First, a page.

Washington's source for compelling television and inspiring classical music. Donate Online
Get your full dose of nature from the expert himself, Sir David Attenborough, this January on WETA TV26 & HD. Attenborough has been a naturalist and broadcaster for around 60 years and is the best-known natural history film-maker today. We are proud to announce that his timeless BBC documentaries are here on WETA as well as special PBS Nature documentaries delving into the history of Attenborough’s life and works. Read on for more information about each documentary including when it’ll air on WETA.
David Attenborough introduces us to the most diverse group of animals ever to live on the Earth, 4,000 species which have outlived the dinosaurs and conquered the farthest places on earth all in the same biological class as humans. Repeats Tuesdays at 4:00pm
This three-part retrospective of his life and work airs on consecutive Wednesdays, January 23, 30, and February 6, 2013 at 8:00pm. The mini-series focuses on three areas that Attenborough believes have been transformed most profoundly during his time: filmmaking, science, and the environment. With distinctive eloquence and enthusiasm for his subject, 86-year old Attenborough recounts all the wonders of the natural world he has been able to share with audiences and reveals his unique personal reflections about nature and the earth. Repeats Thursdays at 2:00pm
Part one: Attenborough’s Life Stories: Life on Camera – January 23 at 8:00pm
Attenborough revisits key places and events in his career and shows how various technical advances in filmmaking allowed for showing new revelations about the planet and the creatures that inhabit it. Underwater photography, infrared film cameras, stabilizing camera mounts, remote controlled camera, time lapse photography, and digital slow motion cameras are just some of the innovations.
Part two: Attenborough’s Life Stories: Understanding the Natural World – January 30 at 8:00pm
Attenborough shares his memories of the scientists and the breakthroughs that helped shape his own career in translating these discoveries into film. Animal imprinting, continental drifts causing volcanos, pluming birds, DNA fingerprinting, chimpanzee behavior and Charles Darwin’s theory of natural selection are some of these scientific breakthroughs.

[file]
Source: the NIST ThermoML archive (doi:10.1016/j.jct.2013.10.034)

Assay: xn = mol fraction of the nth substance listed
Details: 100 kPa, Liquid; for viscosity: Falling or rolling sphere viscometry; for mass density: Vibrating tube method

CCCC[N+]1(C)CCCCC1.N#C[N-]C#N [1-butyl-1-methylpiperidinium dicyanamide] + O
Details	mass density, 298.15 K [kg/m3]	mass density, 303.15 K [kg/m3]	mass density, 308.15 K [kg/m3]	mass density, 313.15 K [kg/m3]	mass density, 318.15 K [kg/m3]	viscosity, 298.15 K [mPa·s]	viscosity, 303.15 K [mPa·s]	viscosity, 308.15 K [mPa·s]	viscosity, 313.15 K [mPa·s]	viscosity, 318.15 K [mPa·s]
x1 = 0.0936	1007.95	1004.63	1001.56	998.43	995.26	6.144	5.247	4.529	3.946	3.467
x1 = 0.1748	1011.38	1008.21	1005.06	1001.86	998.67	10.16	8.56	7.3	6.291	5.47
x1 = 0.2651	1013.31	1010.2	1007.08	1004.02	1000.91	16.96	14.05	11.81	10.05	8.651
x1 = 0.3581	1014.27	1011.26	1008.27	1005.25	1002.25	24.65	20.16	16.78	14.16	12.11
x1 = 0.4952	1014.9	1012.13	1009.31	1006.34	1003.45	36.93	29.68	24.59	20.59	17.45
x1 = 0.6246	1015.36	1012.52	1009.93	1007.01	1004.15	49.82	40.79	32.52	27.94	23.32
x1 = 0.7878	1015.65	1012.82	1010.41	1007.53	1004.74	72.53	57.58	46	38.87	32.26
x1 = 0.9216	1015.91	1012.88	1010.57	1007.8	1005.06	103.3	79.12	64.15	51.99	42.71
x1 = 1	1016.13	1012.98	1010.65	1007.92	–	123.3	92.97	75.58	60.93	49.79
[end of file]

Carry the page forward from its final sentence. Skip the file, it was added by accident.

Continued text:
Part three: Attenborough’s Life Stories: Our Fragile Planet – February 6 at 8:00pm
Attenborough reflects on the dramatic impact that humans have had on the natural world during his lifetime. Disappearing rain forests and coral reefs, endangered species, the creation of the World Wildlife Fund, the first international organization to spend money on conservation projects around the globe, sea ice melt caused by climate change are some of the positive and negative impacts we’ve had on the world.
Life in Cold Blood – Mondays at 9:00pm
In telling the epic story of the reptiles and amphibians, the most enduringly successful animals ever to walk on land, David Attenborough continues his overview of life on the planet. The very latest technology enables extraordinary and previously unseen behavior to be captured in intimate detail, overturning the myth that cold blooded life is slow, solitary, and primitive and revealing these creatures to be as dramatic, social, sophisticated, and passionate as warm blooded animals. Repeats Tuesdays at 4:00pm
Nature episodes Wednesdays at 8:00pm & Fridays at 9:00pm
This PBS series consists of original, educational, natural history films. Episodes in January include: Cuba: The Accidental Eden, Magic of the Snowy Owl, Cracking the Koala Code, My Life as a Turkey, Animal Odd Couples, and the Attenborough Life Stories series.
Nature episodes Wednesdays at 8:00pm
This PBS series consists of original, educational, natural history films. Episodes in February include: Cold Warriors: Wolves and Buffalo & A Murder of Crows.
Congo series Fridays at 9:00pm
To the west of the Serengeti and Lake Victoria, beyond the misty mountains of the Rift Valley, lies the second largest river system on earth: the Congo. This vast arena - the size of Europe - is home to an array of wildlife richer and more varied than any other region of Africa and yet it is hardly known. Today, parts of the Congo still remain inhospitable and virtually inaccessible. In a television first, the Natural History Unit has been given unprecedented access to film in this region.
Battle for the Elephants Wednesday February 27 at 8:00pm
The elephant, Earth’s most charismatic and majestic land animal, today faces market forces driving the value of its tusks to levels once reserved for gold. This groundbreaking National Geographic special goes undercover to expose the criminal network behind ivory’s supply and demand
Jungle series Wednesday February 27 from 9:00pm – 12:00am
Imagine being transported to a place with humidity above 90%, with more diseases than anywhere on Earth, and where every breath draws a cloud of insects. Charlotte Uhlenbroek takes up the challenge in this exploration of the world's rainforests. The rainforests of the Amazon, Congo, and Borneo contain half of the world's species of plants and animals. A combination of sheer adventure and the latest technology enables the viewer to experience the planet's most complex terrestrial habitat in all its glory.